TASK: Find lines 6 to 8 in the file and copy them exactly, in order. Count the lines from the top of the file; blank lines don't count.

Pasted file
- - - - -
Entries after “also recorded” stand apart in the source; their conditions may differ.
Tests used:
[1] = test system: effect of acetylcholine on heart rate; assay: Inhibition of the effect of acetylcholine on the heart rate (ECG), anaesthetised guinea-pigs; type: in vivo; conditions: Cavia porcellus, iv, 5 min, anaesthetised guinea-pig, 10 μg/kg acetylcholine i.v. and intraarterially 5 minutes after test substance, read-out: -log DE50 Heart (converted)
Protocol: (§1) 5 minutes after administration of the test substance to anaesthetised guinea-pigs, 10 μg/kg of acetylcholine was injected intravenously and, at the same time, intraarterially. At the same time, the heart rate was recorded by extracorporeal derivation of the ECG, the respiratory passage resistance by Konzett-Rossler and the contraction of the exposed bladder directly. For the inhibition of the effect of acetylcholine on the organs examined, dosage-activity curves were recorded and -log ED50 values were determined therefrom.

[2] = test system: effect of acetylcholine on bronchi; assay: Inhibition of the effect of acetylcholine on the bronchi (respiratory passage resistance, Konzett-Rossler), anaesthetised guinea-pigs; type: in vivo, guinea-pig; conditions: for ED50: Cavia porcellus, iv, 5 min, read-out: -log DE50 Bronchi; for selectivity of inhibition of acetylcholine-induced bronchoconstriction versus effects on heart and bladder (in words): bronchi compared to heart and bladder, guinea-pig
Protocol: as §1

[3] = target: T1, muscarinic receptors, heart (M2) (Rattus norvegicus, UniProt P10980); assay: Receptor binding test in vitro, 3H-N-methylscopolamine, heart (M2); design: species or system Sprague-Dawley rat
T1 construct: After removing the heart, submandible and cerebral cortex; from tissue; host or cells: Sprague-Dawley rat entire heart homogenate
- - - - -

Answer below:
Protocol: as §1

[3] = target: T1, muscarinic receptors, heart (M2) (Rattus norvegicus, UniProt P10980); assay: Receptor binding test in vitro, 3H-N-methylscopolamine, heart (M2); design: species or system Sprague-Dawley rat
T1 construct: After removing the heart, submandible and cerebral cortex; from tissue; host or cells: Sprague-Dawley rat entire heart homogenate